STAFF REPORTER | Radioinfo
SYDNEY - Radio Australia’s Pacific Beat morning program has undergone some format changes, causing concern that there have been more cuts to the national broadcaster’s international radio service.
And, in another change, announced internally today, esteemed Pacific Affairs reporter Bruce Hill will be leaving the ABC.
The format changes “are not cuts,” according to Radio Australia manager Cath Dwyer, who has told Radioinfo the format of the morning sequence was rearranged to make it sound better.
At the beginning of this year, before Cath Dwyer took up her current position, the ABC announced that “listeners in Papua New Guinea and the Pacific will get an additional two hours of live morning weekday programming with the launch of a new morning news, talk and entertainment show.”
But the show was "a combination of different formats that wasn't working as well as we wanted it to," according to Dwyer, who explained that the morning sequence began with the half hour Pacific Beat show, then half an hour of Pacific Mornings, then a replay of Pacific Beat, another half hour of Pacific Mornings followed by AM.
“We needed to refine the format. The style and pacing of the shows were just too different, so we have consolidated Pacific Mornings into a 90 minute show and added some of our best and most relevant RN programs into the early timeslot, because they fit better with Pacific Beat and AM,” said Dwyer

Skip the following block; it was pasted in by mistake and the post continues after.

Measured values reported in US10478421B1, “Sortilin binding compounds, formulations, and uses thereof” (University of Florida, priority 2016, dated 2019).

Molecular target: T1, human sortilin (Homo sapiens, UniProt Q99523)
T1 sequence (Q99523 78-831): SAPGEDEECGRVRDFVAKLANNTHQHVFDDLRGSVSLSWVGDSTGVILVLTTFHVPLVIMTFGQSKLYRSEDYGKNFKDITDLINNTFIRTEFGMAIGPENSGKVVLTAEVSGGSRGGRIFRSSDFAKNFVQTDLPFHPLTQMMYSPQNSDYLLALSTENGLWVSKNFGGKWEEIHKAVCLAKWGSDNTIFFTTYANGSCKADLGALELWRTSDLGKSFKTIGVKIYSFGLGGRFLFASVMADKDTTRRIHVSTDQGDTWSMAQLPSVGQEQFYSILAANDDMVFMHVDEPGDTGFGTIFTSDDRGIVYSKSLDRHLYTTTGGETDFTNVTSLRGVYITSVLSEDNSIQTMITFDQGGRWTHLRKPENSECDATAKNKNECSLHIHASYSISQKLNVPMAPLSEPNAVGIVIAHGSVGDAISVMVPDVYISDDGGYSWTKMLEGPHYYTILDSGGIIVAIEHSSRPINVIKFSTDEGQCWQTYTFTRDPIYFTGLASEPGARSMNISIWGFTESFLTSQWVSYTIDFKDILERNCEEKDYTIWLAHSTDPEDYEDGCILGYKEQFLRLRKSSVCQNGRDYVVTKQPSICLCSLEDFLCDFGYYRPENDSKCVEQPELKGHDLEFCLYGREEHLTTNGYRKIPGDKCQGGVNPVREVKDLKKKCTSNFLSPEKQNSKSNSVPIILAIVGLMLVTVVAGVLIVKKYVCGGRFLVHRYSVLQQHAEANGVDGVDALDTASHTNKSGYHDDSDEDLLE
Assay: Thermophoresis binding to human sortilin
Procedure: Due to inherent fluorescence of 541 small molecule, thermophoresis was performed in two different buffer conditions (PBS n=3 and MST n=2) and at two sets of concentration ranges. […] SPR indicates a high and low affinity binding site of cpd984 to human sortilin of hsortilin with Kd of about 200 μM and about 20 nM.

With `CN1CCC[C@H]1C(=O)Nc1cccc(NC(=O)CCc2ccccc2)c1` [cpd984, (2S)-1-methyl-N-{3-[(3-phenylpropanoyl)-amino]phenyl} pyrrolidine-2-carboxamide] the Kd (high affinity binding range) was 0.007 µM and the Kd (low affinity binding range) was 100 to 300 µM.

“There are no cuts, in fact we have allocated slightly more resources.”
PNG media commentator Keith Jackson, previously of Jackson Wells Morris, is one of several expert observers who are worried about the changes happening to Radio Australia services in the Pacific.
"Shortwave seems like the crystal set these days, an old technology of no current relevance,” he told Radioinfo.
“But to the people of PNG and the Pacific and small boats at sea, for weather reports and general information, it was a godsend.
"Then a couple of years ago, the ABC - with no pushback from Australia's foreign affairs department - decided to save a few coins by disbanding their transmitters in Darwin and Melbourne.
"There was an immediate and prolonged protest from the islands to our near north but to no avail. The transmitters shut down, the frequencies were given up and - lo and behold - China has just grabbed them,” Jackson said.
"Now normally this would be a matter of little consequence - samting nating as we say in Pidgin English - except that the Chinese have a strong desire to make the south west Pacific part of their sphere of influence.
“Australia has known about this for years but only recently - probably pushed by the Americans - are we beginning to make a fuss about it.
"Despite this, the ABC has just decided to further cut its popular internet-based Pacific Beat program - in another act that has enraged Pacific listeners. Can its Chinese sequel be too far away?”